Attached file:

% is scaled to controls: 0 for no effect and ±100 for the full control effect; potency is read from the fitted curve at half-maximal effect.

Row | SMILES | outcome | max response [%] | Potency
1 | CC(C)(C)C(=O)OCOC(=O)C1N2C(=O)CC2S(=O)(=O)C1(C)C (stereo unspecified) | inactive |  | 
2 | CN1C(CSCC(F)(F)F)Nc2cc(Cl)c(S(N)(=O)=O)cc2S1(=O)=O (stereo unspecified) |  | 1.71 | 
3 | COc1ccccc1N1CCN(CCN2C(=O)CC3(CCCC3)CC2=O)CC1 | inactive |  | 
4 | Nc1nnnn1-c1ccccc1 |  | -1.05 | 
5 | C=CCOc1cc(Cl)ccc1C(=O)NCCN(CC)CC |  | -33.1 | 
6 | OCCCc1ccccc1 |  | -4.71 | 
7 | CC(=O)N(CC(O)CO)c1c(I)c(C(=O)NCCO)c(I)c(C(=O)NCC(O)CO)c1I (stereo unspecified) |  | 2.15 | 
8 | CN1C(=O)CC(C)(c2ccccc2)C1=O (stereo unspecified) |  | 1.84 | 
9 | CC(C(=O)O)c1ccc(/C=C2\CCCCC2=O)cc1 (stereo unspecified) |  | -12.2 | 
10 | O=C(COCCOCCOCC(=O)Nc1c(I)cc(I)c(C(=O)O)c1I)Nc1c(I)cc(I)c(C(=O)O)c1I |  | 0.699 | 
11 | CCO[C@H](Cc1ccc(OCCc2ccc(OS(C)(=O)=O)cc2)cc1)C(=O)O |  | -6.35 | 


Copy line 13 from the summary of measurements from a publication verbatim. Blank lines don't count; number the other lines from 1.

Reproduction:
11 | CCO[C@H](Cc1ccc(OCCc2ccc(OS(C)(=O)=O)cc2)cc1)C(=O)O |  | -6.35 | 